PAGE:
“We believe that our study offers a cogent, positive first step in consensually identifying the ‘dark side,’ ‘soft underbelly,’ or ‘quack factor’ of modern mental health practice and in providing a more granular analysis of the continuum of discredited procedures. Mature sciences and professions should have the ability to publicly shun discredited practices,” wrote the researchers of their findings.

Elements of scream therapy have made their way into recent wellness trends, like Taryn Toomey’s The Class, “a fitness method and ‘practice of self-study’ that incorporates cardio, meditation, and therapeutic yelling”, and championed by the likes of Hollywood actress and Goop founder, Gwyneth Paltrow, and loved by other celebrities such as Jennifer Aniston, Christy Turlington and Gisele Bündchen.

Although it is no longer the “rage” it was in the Seventies, and has been criticised in numerous articles and papers, primal therapy remains a controversial practice, but it has its proponents. The Primal Centre continues to publish and do its research. According to the centre, the therapy is no quick solution, it begins with a three-week period in isolation in a motel or somewhere where they can be alone, during which “it is recommended that patients do not work, make phone calls, snack, smoke, take drugs (unless prescribed), etc”.This is then followed up by a year-long stay, on average, at the Primal Centre.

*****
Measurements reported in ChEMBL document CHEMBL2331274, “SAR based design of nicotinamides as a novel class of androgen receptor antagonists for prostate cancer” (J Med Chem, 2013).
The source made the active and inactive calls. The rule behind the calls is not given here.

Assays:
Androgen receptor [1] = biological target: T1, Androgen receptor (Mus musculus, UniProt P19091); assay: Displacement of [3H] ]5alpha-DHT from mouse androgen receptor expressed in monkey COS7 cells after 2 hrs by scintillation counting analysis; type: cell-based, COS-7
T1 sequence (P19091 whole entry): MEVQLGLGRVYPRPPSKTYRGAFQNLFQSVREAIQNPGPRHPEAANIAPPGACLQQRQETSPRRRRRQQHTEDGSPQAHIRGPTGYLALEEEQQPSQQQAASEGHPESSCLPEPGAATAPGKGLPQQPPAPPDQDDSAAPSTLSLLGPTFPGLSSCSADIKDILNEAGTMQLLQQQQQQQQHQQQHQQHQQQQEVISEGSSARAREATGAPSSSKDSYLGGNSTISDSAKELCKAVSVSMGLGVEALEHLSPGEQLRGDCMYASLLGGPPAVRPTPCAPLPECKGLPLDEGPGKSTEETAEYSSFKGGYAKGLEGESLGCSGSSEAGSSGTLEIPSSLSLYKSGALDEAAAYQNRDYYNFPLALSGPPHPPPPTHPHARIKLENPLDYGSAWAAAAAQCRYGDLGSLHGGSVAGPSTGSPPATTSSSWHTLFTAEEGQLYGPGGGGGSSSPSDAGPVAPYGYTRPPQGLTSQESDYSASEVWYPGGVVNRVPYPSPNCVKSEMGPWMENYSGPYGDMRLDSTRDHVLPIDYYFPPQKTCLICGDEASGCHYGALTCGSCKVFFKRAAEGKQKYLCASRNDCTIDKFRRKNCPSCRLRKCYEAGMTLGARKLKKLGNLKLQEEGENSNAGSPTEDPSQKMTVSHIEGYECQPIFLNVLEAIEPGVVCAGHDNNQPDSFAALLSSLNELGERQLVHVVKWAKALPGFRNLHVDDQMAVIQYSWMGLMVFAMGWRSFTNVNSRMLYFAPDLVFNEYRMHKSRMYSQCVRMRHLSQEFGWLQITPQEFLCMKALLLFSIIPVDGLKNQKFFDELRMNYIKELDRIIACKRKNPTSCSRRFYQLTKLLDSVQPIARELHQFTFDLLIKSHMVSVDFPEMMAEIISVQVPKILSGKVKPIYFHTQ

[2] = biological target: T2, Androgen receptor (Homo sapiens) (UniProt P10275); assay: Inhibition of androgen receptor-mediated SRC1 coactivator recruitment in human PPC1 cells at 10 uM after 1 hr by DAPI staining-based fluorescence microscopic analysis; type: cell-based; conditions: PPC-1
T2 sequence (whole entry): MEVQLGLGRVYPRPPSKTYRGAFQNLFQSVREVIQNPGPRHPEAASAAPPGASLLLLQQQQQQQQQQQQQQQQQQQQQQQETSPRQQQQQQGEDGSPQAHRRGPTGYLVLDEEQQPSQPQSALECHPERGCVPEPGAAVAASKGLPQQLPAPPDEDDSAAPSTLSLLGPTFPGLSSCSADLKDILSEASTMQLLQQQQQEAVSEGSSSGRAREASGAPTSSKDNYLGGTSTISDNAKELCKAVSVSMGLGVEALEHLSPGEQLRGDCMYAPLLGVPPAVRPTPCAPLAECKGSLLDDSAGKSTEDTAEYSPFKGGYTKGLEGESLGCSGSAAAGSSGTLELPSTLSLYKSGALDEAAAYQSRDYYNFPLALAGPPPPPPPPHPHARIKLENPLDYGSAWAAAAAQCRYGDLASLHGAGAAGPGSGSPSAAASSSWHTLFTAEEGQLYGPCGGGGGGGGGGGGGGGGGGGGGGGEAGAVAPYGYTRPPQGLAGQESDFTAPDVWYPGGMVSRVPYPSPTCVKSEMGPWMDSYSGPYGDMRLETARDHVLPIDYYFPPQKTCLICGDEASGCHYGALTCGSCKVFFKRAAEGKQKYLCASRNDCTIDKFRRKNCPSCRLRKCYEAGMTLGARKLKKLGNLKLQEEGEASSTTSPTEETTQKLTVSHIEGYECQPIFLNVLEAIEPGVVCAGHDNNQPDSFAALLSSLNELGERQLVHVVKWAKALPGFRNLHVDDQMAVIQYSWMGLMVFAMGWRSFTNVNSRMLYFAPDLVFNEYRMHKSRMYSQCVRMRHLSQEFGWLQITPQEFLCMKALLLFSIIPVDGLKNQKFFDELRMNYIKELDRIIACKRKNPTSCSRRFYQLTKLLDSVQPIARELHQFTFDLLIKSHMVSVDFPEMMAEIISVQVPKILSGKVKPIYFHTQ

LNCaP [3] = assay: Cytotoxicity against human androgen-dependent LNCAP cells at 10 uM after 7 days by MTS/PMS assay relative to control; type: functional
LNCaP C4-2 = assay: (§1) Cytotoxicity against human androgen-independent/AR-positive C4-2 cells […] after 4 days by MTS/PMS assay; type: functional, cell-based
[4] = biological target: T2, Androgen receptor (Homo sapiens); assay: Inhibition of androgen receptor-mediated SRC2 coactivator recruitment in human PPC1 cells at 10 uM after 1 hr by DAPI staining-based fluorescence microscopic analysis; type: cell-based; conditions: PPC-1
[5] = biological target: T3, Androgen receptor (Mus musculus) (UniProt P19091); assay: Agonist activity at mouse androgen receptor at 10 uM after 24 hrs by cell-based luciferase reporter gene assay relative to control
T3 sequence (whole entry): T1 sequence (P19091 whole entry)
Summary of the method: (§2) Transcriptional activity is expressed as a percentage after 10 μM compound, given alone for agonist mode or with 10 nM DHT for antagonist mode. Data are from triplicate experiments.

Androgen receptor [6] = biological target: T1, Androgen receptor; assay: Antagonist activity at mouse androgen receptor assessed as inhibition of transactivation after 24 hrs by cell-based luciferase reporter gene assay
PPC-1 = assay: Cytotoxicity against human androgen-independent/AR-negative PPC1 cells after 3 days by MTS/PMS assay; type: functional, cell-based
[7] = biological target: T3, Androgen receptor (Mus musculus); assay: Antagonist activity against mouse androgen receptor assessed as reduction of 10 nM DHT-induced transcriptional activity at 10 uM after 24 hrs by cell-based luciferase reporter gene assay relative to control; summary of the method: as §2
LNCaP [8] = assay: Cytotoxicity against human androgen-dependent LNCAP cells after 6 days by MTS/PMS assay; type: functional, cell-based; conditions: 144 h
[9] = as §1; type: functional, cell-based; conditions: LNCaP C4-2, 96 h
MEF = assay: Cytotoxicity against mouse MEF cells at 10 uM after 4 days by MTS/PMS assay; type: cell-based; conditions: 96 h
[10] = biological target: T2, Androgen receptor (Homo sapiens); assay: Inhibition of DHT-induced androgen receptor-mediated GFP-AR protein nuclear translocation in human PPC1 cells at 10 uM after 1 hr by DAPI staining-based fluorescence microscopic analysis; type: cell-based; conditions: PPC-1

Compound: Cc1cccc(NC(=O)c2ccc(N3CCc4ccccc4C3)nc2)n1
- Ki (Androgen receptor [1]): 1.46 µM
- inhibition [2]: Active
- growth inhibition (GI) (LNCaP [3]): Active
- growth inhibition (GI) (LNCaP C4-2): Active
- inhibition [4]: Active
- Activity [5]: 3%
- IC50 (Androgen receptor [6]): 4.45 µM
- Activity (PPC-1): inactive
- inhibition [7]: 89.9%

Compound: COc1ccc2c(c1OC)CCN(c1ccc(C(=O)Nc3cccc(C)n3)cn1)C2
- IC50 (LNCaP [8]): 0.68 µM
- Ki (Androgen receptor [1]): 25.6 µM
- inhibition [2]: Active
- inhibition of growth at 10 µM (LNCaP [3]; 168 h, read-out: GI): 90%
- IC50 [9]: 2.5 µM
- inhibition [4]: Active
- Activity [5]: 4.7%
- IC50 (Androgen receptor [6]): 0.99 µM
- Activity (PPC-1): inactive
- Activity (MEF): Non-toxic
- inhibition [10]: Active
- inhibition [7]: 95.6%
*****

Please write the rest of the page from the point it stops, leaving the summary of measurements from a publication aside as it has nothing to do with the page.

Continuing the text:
And according to a “warning” on their website: “Primal Therapy is not Primal ‘Scream’ Therapy. Primal Therapy is not just making people scream; it was never ‘screaming’ therapy. The Primal Scream was the name of the first book by Dr. Janov about Primal Therapy. Those who read the book knew that a scream is what some people do when they hurt. Others simply sob or cry. It was the hurt we were after, not mechanical exercises such as pounding walls and yelling, ‘Mama’. This therapy has changed what was essentially an art form into a science. This therapy is dangerous in untrained hands… Do not be misled by false advertising.  The only people qualified to do proper Primal Therapy have been trained only by Drs Arthur and France Janov.” DM/ ML